Counting the Real Costs of the War on Yemen

Originally appeared on The American Conservative.

The fighting in Yemen has killed at least 57,000 people, and the real death toll is likely much higher:

The database gives an indication of the scope of the disaster wreaked in Yemen by nearly four years of civil war. At least 57,538 people – civilians and combatants – have been killed since the beginning of 2016, according to the data assembled by the Armed Conflict Location & Event Data Project, or ACLED.

That doesn’t include the first nine months of the war, in 2015, which the group is still analyzing. Those data are likely to raise the figure to 70,000 or 80,000 [bold mine-DL], ACLED’s Yemen researcher Andrea Carboni told The Associated Press. The organization’s count is considered by many international agencies to be one of the most credible, although all caution it is likely an underestimate because of the difficulties in tracking deaths.

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Bolton Uses WWI-Era Rhetoric to Promote a Cruel Iran Policy

Originally appeared on The American Conservative.

John Bolton used a vindictive WWI-era slogan while threatening Iran with harsh sanctions enforcement:

The U.S. intends to double down on sanctioning Iran, pressuring the nation until it submits, National Security Adviser John Bolton signaled on Tuesday.

“We think the government is under real pressure and it’s our intention to squeeze them very hard,” Bolton said Tuesday in Singapore. “As the British say, ‘squeeze them until the pips squeak’.”

The phrase Bolton quoted was used as a campaign slogan in 1918 to describe the harsh postwar treatment of Germany that the British coalition government wanted to inflict. It was a prelude to the “Carthaginian peace” imposed on the Central Powers. As such, it is usually seen as the start of a disastrous postwar settlement that destabilized Europe for the next twenty years and helped to create the conditions for the next war. Sane policymakers do not aspire to imitate this example, but then this is Bolton we’re talking about here.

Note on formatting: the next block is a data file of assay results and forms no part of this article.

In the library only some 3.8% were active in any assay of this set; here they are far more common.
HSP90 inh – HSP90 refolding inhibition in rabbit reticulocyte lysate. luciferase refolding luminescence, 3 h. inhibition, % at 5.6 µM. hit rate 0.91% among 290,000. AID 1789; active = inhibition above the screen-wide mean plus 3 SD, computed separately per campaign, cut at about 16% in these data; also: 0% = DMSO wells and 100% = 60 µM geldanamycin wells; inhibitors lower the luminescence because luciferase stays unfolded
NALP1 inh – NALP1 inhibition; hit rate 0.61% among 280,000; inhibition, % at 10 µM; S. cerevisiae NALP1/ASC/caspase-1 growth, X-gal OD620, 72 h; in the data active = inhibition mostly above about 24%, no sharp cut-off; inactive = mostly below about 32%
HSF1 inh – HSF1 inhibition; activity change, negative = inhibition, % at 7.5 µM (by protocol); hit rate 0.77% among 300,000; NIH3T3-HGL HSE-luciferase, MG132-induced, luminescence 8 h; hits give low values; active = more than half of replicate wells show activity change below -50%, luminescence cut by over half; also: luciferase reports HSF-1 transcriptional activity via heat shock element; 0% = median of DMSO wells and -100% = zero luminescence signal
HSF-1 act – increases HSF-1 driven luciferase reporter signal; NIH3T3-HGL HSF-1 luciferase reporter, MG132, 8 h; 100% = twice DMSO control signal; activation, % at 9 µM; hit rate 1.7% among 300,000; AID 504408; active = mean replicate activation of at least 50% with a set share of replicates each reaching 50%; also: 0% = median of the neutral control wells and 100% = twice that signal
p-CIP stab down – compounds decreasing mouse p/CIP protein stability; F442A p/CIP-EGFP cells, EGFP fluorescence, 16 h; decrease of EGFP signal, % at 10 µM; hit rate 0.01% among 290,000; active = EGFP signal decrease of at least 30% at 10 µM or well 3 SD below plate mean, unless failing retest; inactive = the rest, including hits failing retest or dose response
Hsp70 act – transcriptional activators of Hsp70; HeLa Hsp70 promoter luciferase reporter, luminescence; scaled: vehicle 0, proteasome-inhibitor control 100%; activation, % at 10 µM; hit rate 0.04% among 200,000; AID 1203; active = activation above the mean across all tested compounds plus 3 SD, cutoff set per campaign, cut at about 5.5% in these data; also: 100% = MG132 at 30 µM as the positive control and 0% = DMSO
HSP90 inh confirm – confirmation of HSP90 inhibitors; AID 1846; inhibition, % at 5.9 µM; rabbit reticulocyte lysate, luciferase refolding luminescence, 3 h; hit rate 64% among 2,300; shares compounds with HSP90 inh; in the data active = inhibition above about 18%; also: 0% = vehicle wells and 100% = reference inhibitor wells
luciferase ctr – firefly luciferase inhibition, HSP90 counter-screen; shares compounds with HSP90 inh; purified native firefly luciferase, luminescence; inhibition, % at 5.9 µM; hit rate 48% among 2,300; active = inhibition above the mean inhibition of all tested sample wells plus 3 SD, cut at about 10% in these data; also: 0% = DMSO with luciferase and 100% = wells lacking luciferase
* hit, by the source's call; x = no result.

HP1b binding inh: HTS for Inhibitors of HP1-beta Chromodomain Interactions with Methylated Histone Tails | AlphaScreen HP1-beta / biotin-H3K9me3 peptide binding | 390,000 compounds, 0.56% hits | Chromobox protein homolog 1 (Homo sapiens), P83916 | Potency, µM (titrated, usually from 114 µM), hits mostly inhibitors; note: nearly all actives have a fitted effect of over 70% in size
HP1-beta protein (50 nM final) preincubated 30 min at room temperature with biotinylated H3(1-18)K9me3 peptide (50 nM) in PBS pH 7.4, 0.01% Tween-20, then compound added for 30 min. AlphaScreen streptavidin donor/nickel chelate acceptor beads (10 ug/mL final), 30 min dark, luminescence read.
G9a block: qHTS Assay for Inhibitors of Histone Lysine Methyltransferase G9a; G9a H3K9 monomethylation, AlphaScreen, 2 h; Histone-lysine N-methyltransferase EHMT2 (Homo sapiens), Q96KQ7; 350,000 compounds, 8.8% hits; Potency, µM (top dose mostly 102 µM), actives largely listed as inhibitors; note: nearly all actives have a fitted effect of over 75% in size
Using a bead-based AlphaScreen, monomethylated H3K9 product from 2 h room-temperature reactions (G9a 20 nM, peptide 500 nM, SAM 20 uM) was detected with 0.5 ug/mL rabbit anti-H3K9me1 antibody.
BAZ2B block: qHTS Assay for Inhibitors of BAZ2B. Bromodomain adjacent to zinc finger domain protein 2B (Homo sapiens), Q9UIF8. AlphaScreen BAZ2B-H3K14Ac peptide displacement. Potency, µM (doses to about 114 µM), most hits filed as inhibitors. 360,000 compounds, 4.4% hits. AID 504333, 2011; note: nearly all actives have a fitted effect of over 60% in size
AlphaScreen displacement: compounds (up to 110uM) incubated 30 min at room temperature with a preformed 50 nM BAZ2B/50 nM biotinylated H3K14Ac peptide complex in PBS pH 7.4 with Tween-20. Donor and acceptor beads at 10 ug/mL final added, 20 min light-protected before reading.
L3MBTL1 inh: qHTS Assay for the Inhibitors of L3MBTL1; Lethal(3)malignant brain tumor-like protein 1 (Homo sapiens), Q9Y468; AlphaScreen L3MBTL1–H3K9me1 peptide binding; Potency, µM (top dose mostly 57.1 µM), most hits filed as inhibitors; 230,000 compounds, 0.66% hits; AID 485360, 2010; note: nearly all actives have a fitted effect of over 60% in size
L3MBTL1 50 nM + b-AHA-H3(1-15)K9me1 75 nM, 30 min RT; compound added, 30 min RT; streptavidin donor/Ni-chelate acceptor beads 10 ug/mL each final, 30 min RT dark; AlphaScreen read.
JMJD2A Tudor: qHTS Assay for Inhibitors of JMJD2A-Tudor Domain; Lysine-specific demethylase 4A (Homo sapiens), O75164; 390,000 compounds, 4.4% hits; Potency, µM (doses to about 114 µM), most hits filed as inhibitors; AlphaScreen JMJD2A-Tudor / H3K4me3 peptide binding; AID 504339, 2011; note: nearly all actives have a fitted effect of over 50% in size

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Another Bad Idea on Yemen from the Trump Administration

Originally appeared on The American Conservative.

The Trump administration’s Yemen policy is already indefensible, and they may be about to make it even worse:

The Trump administration is considering designating Yemen’s Houthi rebels a terrorist organization, people familiar with the discussions said, as part of a campaign to end that country’s civil war and put pressure on the Houthis’ ally Iran.

The terrorist designation, which would inject an unpredictable new element into fragile diplomatic efforts to initiate peace talks, has been discussed periodically since at least 2016, according to several of the individuals. But the matter has received renewed examination in recent months as the White House seeks to stake out a tough stance on Iranian-linked groups across the Middle East, they said.

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The Midterms and the War on Yemen

Originally appeared on The American Conservative.

After two years reckless and irresponsible Trump administration foreign policy, the new Democratic House majority is in a position to provide greater oversight and scrutiny of the president’s policies:

A Democrat-led House will likely launch hearings quickly on U.S. aid to Saudi Arabia in Yemen and other secret wars. In late October, Smith and Engel sent Trump a letter warning against an exit from both the Intermediate-Range Nuclear Forces Treaty and the Strategic Arms Reduction Treaty, saying that “[i]t would divide our allies and play directly into President Putin’s hands.” As committee chairmen, they would have the power to hold repeated hearings and force the Trump administration to explain its plans in ways the Republican-led House has not done.